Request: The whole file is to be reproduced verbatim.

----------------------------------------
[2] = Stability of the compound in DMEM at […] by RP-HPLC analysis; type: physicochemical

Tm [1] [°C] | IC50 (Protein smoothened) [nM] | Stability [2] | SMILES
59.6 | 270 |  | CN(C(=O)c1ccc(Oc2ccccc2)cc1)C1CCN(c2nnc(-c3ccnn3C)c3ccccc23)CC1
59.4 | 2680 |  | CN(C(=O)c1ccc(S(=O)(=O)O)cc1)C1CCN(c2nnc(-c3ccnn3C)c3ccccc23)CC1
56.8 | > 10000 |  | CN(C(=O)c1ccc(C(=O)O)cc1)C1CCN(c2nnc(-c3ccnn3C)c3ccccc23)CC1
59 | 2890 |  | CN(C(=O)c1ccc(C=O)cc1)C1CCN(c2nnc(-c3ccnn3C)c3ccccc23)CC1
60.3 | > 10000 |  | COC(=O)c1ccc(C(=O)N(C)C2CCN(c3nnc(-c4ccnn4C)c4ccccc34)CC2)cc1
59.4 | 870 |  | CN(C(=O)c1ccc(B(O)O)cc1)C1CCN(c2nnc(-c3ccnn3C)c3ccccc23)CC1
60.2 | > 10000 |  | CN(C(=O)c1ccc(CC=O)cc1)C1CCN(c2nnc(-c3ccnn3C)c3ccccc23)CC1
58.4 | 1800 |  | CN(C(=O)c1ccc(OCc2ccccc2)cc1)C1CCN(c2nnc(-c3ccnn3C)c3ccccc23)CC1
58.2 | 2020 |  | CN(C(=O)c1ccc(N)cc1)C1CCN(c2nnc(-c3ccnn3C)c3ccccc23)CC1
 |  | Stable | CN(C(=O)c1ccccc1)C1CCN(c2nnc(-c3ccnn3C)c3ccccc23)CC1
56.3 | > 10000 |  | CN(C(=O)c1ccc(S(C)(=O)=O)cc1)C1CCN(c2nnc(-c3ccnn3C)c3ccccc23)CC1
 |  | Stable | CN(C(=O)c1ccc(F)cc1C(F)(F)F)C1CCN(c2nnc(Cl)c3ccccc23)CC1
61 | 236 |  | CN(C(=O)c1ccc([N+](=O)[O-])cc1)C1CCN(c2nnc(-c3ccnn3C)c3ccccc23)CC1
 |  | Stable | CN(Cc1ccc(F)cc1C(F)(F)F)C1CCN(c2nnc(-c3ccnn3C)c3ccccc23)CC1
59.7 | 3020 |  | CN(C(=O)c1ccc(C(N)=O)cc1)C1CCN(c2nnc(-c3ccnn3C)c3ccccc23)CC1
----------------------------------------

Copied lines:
[2] = Stability of the compound in DMEM at […] by RP-HPLC analysis; type: physicochemical

Tm [1] [°C] | IC50 (Protein smoothened) [nM] | Stability [2] | SMILES
59.6 | 270 |  | CN(C(=O)c1ccc(Oc2ccccc2)cc1)C1CCN(c2nnc(-c3ccnn3C)c3ccccc23)CC1
59.4 | 2680 |  | CN(C(=O)c1ccc(S(=O)(=O)O)cc1)C1CCN(c2nnc(-c3ccnn3C)c3ccccc23)CC1
56.8 | > 10000 |  | CN(C(=O)c1ccc(C(=O)O)cc1)C1CCN(c2nnc(-c3ccnn3C)c3ccccc23)CC1
59 | 2890 |  | CN(C(=O)c1ccc(C=O)cc1)C1CCN(c2nnc(-c3ccnn3C)c3ccccc23)CC1
60.3 | > 10000 |  | COC(=O)c1ccc(C(=O)N(C)C2CCN(c3nnc(-c4ccnn4C)c4ccccc34)CC2)cc1
59.4 | 870 |  | CN(C(=O)c1ccc(B(O)O)cc1)C1CCN(c2nnc(-c3ccnn3C)c3ccccc23)CC1
60.2 | > 10000 |  | CN(C(=O)c1ccc(CC=O)cc1)C1CCN(c2nnc(-c3ccnn3C)c3ccccc23)CC1
58.4 | 1800 |  | CN(C(=O)c1ccc(OCc2ccccc2)cc1)C1CCN(c2nnc(-c3ccnn3C)c3ccccc23)CC1
58.2 | 2020 |  | CN(C(=O)c1ccc(N)cc1)C1CCN(c2nnc(-c3ccnn3C)c3ccccc23)CC1
 |  | Stable | CN(C(=O)c1ccccc1)C1CCN(c2nnc(-c3ccnn3C)c3ccccc23)CC1
56.3 | > 10000 |  | CN(C(=O)c1ccc(S(C)(=O)=O)cc1)C1CCN(c2nnc(-c3ccnn3C)c3ccccc23)CC1
 |  | Stable | CN(C(=O)c1ccc(F)cc1C(F)(F)F)C1CCN(c2nnc(Cl)c3ccccc23)CC1
61 | 236 |  | CN(C(=O)c1ccc([N+](=O)[O-])cc1)C1CCN(c2nnc(-c3ccnn3C)c3ccccc23)CC1
 |  | Stable | CN(Cc1ccc(F)cc1C(F)(F)F)C1CCN(c2nnc(-c3ccnn3C)c3ccccc23)CC1
59.7 | 3020 |  | CN(C(=O)c1ccc(C(N)=O)cc1)C1CCN(c2nnc(-c3ccnn3C)c3ccccc23)CC1